Retford Bridge Club
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26th Jan 2021 15:37 GMT
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The EBU operates a National Grading Scheme which runs in tandem with the Master Points system. The NGS scheme now covers the last 2000 boards you have played resulting in a current assessment of your standard of play. The scheme is accessed from the EBU website under NGS & then clicking Nottinghamshire.

Click"Useful Links" for a short cut to the scheme


Check out the latest updates on RealBridge


here you will find the latest information and the Player Manual

Welcome to Retford Bridge Club
Welcome to the Website of Retford Bridge Club.

Visitors & members are always welcome to our Club Nights on Tuesday & Thursday evenings (6.55pm prompt start) with table fees currently £2 for members and £3 for visitors.

For on line bridge during closure scroll further down the home page.


Last updated : 26th Jan 2021 15:37 GMT
REALBRIDGE - Now Wed at 2pm and Thursdays at 7.15pm

For RealBridge Sessions Click Below.


When you log in, enter Christian and surname, ID is your EBU number (helpful for TD but not vital), ignore PW as already embedded in link, and login.

You are then in the “lobby”. Click on a free seat, your partner can then join you.

Can only get to the lobby once TD has opened the session about 30 minutes before start.

See below for change in operation.

For lessons click here, >>>>Teaching<<<<

Your first teaching session on RB is FREE, subsequent sessions £5 payable to Sandy.

Initially will be supervised play.


New click and tap options for bidding and play
  • The former two-taps method has been removed and replaced with two different options for different devices.
  • Double-tap (tablet style) now emphasises the bid or card when selected with a single tap, as seen below. Tap the bid or card again to play. Tap elsewhere to cancel.

  • Double-click (mouse style) emphasises a bid or card when the cursor is moved over it. Two fast clicks are required to play a bid or card.
  • Any input style can be used on any device. For example, a desktop user can use tablet-style double-tap. The names are simply suggestions.



Last updated : 26th Jan 2021 15:11 GMT

The committee has decided to charge £1.50 per session which covers the cost of UMS (EBU fee), Realbridge and also other fees which the club has to pay for. This fee is in line with that charged by other clubs.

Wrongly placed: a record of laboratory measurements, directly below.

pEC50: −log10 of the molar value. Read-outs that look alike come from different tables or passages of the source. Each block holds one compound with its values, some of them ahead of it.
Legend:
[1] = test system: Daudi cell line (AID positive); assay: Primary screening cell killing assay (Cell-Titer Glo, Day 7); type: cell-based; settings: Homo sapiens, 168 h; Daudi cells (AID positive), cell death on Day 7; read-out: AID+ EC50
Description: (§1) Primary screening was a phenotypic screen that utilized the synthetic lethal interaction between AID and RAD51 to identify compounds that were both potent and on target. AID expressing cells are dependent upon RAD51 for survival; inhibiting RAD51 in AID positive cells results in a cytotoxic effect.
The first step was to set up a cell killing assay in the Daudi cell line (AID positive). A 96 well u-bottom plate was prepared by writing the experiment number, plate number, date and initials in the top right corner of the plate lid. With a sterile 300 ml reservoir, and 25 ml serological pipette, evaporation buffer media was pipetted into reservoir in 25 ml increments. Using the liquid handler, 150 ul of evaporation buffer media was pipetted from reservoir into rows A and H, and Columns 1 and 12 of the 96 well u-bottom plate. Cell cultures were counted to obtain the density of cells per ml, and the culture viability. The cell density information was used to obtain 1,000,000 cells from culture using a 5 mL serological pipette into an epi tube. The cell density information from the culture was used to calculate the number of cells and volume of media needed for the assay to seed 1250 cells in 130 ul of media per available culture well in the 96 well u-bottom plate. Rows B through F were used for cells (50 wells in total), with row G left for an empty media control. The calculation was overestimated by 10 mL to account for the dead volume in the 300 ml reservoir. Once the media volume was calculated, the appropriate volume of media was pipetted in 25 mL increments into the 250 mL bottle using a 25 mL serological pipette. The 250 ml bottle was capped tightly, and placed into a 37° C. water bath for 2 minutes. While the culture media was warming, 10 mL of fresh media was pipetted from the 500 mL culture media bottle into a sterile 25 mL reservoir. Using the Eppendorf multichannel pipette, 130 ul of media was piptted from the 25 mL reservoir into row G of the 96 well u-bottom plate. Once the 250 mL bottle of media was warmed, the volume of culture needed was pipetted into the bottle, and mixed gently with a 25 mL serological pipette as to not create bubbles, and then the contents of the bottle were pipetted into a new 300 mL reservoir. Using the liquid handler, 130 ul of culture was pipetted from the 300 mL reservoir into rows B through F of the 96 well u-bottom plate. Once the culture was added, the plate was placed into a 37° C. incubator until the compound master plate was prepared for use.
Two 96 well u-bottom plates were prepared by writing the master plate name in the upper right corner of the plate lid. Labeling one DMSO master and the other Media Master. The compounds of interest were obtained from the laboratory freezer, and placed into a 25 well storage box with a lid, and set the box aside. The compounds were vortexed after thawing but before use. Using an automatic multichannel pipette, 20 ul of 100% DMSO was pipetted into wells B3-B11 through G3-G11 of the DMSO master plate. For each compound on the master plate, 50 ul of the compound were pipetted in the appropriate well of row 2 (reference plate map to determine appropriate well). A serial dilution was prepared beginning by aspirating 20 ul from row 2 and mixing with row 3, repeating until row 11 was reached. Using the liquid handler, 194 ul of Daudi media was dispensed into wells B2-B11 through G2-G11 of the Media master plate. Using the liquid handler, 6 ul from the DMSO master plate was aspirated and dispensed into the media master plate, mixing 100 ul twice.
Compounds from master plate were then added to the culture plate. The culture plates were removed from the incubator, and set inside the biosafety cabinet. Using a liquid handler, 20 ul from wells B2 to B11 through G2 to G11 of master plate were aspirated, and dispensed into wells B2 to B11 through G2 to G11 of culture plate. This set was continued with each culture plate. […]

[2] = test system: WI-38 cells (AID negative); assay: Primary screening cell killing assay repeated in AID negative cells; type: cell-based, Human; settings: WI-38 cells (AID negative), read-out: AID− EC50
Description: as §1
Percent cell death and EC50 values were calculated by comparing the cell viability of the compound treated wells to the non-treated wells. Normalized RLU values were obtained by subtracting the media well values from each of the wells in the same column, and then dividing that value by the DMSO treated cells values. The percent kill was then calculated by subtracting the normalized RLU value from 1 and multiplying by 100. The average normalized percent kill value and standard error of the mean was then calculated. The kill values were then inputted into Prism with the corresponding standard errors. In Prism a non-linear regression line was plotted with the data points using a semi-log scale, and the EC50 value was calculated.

Ideally we would like members to pay in advance by bank transfer to the club's BUSINESS account, “The Retford Bridge Club”,code number 60-17-28, account number 06803946, and we suggest you pay in multiples of £1.50. NB note that the account has a The at the beginning.


By paying in advance you reduce the work for our treasurer who would otherwise have to invoice you at the end of each month. This is important so that Roger can trace who has paid. Alternatively, contact Roger Stock at for others ways to pay or any other committee member. Also email him on that address to let him know you have paid by bank transfer.

Last updated : 2nd Jan 2021 14:32 GMT

The following events can now be played weekly at Retford BC.

Tuesday: Funbridge 6am to midnight. In exclusive events: 24 hands PW from Sandy

Tuesday: Supervised Play 7pm on realbridge. £5 to Sandy.

Wednesday: Duplicate Pairs 2pm on realbridge. £1.50 to Retford BC.

Wednesday: Funbridge 6am to midnight: 10 hands for less experienced players, commentary and PW from Sandy.

Thursday: Supervised Play 9.30am on realbridge. £5 to Sandy.

Thursday: Duplicate Pairs 7.15pm on realbridge. £1.50 to Retford BC.

Friday: Funbridge 6am to midnight. In exclusive events: 24 hands PW from Sandy.

Saturday: Funbridge 6am to midnight. In exclusive events: 24 hands PW from Sandy.

Sunday: Funbridge 6am to midnight: 10 hands for less experienced players, commentary and PW from Sandy.


Last updated : 26th Jan 2021 15:35 GMT
Wednesday Afternoon Bridge at Hallcroft

The afternoon session of bridge continues now at Hallcroft. This will be more of a social occasion rather than the more competitive evening sessions. It will hopefully attract those members who dislike travelling at night in the dark as well as those who prefer a more relaxed game. It will also act as a stepping stone for those who are learning, to practice and improve their skills. Start time is 2pm and there will be a coffee/tea break halfway through the afternoon with an expected finish time of 4 to 430. It is open to members and non-members alike.

These will continue throughout the winter months and the fee will remain at £2 per session, BUT, only if you become a club member. This will enable you to play in the twice weekly duplicate sessions at Hallcroft as well as the Wednesday sessions. You can however still play as a visitor but the fee will now be £3. The fee for joining the club is £20 and application forms are at the Hallcroft Community Centre. Experienced club players will offer advice on the intricacies of the game.

Numbers for these sessions have been improving recently and have been very popular for those non members and members who have attended. So if you are free on a Wednesday afternoon and have nothing planned or if bad weather stops your afternoon plans then come along and enjoy some friendly bridge. NO PARTNER REQUIRED as a club or committee member will be present to act as host.